In their book, The Edge, the Weider brothers (the world renowned founders of the Mr. Olympia bodybuilding contest as well as the fitness magazines Muscle & Fitness, Flex, Men’s Fitness, and Shape) say, “When you train for a particular sport, you are conditioning your muscles to produce strength and contractions, which generate motion specific to your sport objectives.”1  Similarly, and because of this, athletes of different sports need to modify their dietary intake to be specific to the demands of their particular sport. 


Boxing is an anaerobic sport that requires explosive strength and movement.  As a result, boxers require higher protein intake in order to help repair the fast-twitch muscle fibers that are trained.  For these “immediate energy sports”, the Weider brothers suggest a calorie intake that is roughly broken into 15% fat, 30% protein, and 55% carbohydrates.  As I’m sure you’ve noticed by now, elite boxers go beyond the conditioning levels required of other anaerobic sport athletes.  For this reason, in addition to setting up plans for food intake, fighters often also take supplements to help with muscle endurance or recovery time.  Some of the modern day boxing greats use conditioning and nutrition experts to help them maximize their athletic potential.  Roy Jones Jr. called upon Mackie Shilstone in preparation for his eventually successful invasion of the heavyweight division while Manny Pacquiao relies upon Alex Ariza’s expertise in keeping his speed while rising through the weight classes.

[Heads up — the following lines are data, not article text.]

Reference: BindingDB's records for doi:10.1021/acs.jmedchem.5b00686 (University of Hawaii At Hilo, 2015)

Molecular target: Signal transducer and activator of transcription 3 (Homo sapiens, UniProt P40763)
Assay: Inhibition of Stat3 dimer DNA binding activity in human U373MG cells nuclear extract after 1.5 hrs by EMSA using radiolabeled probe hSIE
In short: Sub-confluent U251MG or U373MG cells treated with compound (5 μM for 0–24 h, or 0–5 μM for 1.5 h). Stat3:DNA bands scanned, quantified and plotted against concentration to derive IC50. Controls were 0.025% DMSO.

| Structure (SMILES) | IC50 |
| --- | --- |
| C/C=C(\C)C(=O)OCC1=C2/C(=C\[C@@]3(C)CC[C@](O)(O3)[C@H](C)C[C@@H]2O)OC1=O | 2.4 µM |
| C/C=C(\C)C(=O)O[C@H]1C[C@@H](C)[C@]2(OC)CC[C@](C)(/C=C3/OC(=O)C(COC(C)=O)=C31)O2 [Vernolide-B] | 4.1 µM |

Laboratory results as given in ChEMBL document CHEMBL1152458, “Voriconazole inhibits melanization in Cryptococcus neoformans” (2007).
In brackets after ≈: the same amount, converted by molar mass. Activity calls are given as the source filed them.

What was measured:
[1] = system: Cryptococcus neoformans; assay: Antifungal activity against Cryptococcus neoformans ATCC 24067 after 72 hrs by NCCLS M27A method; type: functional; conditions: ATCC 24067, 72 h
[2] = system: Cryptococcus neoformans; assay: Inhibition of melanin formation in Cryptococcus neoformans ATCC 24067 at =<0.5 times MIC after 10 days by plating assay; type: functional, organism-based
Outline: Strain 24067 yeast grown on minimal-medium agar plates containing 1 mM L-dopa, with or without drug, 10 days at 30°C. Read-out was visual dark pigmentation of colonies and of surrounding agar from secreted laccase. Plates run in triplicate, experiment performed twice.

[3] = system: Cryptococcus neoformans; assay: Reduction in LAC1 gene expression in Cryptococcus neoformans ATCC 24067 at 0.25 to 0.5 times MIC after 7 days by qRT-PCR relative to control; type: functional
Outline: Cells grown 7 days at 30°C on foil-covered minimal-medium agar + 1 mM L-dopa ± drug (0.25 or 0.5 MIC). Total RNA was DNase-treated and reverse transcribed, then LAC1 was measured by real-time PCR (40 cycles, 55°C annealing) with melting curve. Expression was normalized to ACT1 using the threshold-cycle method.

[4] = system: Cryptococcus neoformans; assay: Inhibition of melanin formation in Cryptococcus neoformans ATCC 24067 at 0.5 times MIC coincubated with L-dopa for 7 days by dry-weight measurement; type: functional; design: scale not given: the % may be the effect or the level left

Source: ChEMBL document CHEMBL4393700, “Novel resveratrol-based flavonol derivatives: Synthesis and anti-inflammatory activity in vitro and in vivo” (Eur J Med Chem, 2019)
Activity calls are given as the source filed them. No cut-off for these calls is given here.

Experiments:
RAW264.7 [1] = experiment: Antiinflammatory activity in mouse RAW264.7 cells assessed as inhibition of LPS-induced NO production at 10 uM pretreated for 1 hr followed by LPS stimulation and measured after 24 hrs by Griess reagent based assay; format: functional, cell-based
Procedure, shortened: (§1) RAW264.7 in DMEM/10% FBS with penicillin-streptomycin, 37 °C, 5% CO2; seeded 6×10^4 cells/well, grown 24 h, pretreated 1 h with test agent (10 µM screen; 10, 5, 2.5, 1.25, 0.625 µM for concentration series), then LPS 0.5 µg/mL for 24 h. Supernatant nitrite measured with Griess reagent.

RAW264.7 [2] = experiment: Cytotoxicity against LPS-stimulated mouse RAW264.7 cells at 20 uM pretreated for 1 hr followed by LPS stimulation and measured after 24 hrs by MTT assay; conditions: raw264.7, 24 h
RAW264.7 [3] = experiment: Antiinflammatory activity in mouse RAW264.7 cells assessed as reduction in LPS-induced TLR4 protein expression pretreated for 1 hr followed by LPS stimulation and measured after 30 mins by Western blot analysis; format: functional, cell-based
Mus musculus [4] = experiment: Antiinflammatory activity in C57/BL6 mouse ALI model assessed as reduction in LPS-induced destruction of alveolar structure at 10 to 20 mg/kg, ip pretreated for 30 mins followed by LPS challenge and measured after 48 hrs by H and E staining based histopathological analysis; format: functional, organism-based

In this section, I will do my best to distill the knowledge from many different sources to explain boxing best practices when it comes to nutrition and supplementation. 


Footnotes:

1. Weider, Ben, and Joe Weider. The Edge. New York: Avery, 2003.

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